Have you ever eaten dandelions?
While some people seem to think dandelions are the scourge of the backyard, others (like me) prefer to think of them as a gift of free food! This dandelion jelly recipe has a light citrus flavor that is sure to make you a lover of this “weed!”
The first step in making this dandelion jelly is to gather dandelion blossoms! This part is important, so listen closely!
Do not gather in yards that have had chemical pesticides applied!
Personally, I don’t gather them where I know people use chemical fertilizers either. Who wants that in their dandelion jelly? Gross!
We live on almost 3 acres, so I usually have plenty right here, but if you just put the word out that you want dandelions from chemical-free yards, people will practically beg you to come pick at their house! Besides, most people can’t fathom what you would do with dandelions anyway, so they will watch you with a combination of suspicion and amusement. Of course it is kind to repay them, by gifting a jar of the finished dandelion jelly, but I’ll caution you!
Once they discover how good it is, they might not share their blossoms again the next year!
The best time to pick dandelions is mid-morning until around noon or 1:00 pm. They close up at night, and you need good open blooms to work with. Once you have picked 4-6 cups of blooms, you will need to process them quickly. I usually watch TV or something while I sit and separate the yellow petals from the green parts of the flower. The green is bitter, so you want very little of it in your “dandelion tea.” (More about dandelion tea in a minute!) This is a bit time consuming, but hey, they were free!
If you let the blooms sit around too long, they will close up and essentially become useless (or at least very difficult to work with.) You will be sad, so don’t start the picking process unless you have time to do this!
Once you have the petals separated, put them in a jar or large glass measuring cup and add a quart of boiling water. Let the “tea” steep for about an hour, then strain out the petals and you are ready to make jelly! If you don’t have time to make jelly at this point, don’t worry, just put the tea in the refrigerator until later.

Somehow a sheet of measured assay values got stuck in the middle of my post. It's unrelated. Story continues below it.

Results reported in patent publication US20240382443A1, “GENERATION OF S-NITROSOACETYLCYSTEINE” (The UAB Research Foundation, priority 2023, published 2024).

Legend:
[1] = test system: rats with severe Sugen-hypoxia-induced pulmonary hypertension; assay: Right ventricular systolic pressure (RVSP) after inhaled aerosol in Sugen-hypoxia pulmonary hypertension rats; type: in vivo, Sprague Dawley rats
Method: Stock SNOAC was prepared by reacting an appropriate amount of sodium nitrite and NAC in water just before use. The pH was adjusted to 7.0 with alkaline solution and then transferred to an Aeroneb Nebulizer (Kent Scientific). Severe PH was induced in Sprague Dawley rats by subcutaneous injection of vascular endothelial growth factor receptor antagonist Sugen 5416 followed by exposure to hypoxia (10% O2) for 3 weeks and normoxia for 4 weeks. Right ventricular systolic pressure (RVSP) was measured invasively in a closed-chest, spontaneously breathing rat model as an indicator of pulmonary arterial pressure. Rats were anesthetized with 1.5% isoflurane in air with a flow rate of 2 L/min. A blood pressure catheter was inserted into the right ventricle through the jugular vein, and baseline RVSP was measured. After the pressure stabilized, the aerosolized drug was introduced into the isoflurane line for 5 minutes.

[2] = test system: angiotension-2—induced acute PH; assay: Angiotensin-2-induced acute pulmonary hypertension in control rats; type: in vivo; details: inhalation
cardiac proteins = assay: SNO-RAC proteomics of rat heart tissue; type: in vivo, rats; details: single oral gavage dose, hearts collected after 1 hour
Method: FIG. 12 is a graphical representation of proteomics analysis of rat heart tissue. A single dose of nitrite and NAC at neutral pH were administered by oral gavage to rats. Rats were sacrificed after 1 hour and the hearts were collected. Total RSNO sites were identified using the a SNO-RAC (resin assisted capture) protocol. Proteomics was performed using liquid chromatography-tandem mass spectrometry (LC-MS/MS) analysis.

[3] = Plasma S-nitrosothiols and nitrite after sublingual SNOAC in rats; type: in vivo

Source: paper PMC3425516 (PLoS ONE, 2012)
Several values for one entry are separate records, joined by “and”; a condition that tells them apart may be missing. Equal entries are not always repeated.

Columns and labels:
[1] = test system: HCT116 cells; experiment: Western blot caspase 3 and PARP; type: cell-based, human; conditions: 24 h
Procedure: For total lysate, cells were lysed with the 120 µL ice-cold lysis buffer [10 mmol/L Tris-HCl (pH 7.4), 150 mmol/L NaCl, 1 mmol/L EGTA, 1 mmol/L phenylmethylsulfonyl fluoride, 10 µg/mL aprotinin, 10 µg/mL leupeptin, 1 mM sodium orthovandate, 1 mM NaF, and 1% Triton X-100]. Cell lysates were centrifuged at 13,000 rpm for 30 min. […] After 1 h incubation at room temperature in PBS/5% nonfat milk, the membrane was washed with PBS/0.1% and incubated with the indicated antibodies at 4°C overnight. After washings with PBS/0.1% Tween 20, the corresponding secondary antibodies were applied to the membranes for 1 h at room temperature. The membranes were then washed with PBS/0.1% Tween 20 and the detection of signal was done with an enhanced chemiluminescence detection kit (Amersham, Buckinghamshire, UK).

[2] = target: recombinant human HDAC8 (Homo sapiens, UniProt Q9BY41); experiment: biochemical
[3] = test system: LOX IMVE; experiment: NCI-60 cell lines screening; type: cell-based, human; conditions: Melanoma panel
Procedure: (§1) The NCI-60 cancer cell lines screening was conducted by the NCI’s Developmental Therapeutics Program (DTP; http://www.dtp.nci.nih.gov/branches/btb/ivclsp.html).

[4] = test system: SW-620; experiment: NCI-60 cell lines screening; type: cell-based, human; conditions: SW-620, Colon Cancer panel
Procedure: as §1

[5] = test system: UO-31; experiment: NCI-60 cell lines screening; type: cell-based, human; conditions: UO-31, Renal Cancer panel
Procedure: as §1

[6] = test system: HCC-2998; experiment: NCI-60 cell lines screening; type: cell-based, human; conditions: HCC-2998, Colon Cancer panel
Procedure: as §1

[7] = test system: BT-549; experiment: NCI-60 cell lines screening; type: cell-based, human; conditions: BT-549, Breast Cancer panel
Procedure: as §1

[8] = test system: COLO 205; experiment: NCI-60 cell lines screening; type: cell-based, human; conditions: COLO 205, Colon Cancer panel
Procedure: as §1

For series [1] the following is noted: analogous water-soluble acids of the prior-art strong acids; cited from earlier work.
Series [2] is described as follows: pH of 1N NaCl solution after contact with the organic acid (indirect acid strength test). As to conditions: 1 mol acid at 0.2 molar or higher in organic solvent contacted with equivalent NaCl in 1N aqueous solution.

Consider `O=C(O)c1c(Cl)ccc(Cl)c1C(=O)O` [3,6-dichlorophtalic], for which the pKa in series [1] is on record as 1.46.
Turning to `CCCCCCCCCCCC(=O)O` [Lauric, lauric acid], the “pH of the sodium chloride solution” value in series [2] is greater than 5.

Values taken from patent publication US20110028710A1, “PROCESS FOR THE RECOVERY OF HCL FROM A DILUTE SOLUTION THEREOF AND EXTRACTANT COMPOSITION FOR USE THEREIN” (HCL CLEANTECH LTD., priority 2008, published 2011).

(Sidenote: I never remember to mark what it is. It looks remarkably like urine and I find it amusing to watch people’s reaction to seeing it in my fridge. Sadly, my family is now onto my joke… I need to get out more.)
Note: If you are completely new to jelly making and using a water bath canner, I highly recommend reading up a little on the Pick Your Own website for helpful canning tips! This recipe makes about 6 8oz Mason jars of dandelion jelly.
Once your tea is ready you can begin making your dandelion jelly! You will only need a few other ingredients:
- The juice and zest of 1 lime
- 5 1/2 cups sugar (I use raw sugar, but it turns the jelly a little bit brown)
- 1 package pectin labeled “for low-sugar recipes”
- 1/2 tsp. pure vanilla extract (none of that artificial stuff, OK?)
- Some people add yellow food coloring, but this is another place I choose to ditch the artificial stuff!
***This recipe assumes you have some knowledge of how to properly handle and seal jars in a water bath. If you have never done this, please look up complete canning instructions before undertaking this recipe. As an alternative, you may store in the refrigerator for immediate use or freeze long-term.***
Dandelion Lime Jelly
This light citrusy jelly holds the whisper of a warm spring day all year long!
- 1 quart boiling water
- Juice and zest of 1 lime
- 5 1/2 cups raw sugar for a more yellow jelly, use white sugar instead
- 1 package of powdered pectin for low sugar recipes
- 1/2 tsp . pure vanilla extract
Separate the petals from the green parts of the flowers.
Pour 1 quart of boiling water over the petals and let steep for 1 hour to make dandelion tea.
Strain the flowers away from the tea, being sure to squeeze out as much liquid as possible.
Add 3 cups of the dandelion tea to a pot, along with the lime juice and zest.
Mix 1/2 cup of sugar to a small bowl and mix in the powdered pectin.
Add the sugar-pectin mixture to the pot.
Bring to a boil and then add the remaining 5 cups of sugar.
Return to a boil and boil hard while stirring for 90 seconds.
Remove from burner, check for "jell" by scooping up a small amount with an ice-cold spoon. Allow to cool just a little and make sure the jelly is setting up. (If not, return to a boil for another 30 seconds or so and try again.)
If the mixture jells to your liking, add in the vanilla extract, mix well, and proceed to filling your jars.
Process jars for 10 minutes in a water bath canner.
Some people add yellow food coloring, but I prefer to stick with mother nature here. Do as you like!
***This recipe assumes you have some knowledge of how to properly handle and seal jars in a water bath. If you have never done this, please look up complete canning instructions before undertaking this recipe. As an alternative, you may store in the refrigerator for immediate use or freezer long-term.***
If you enjoy this recipe, you might also be interested in my “Self-Sufficient Living” Pinterest Board. And don’t miss a recipe! Sign up for Beulah’s Mooooooosletter today! (It’s written by a cow with attitude, people, it’s usually worth the read!)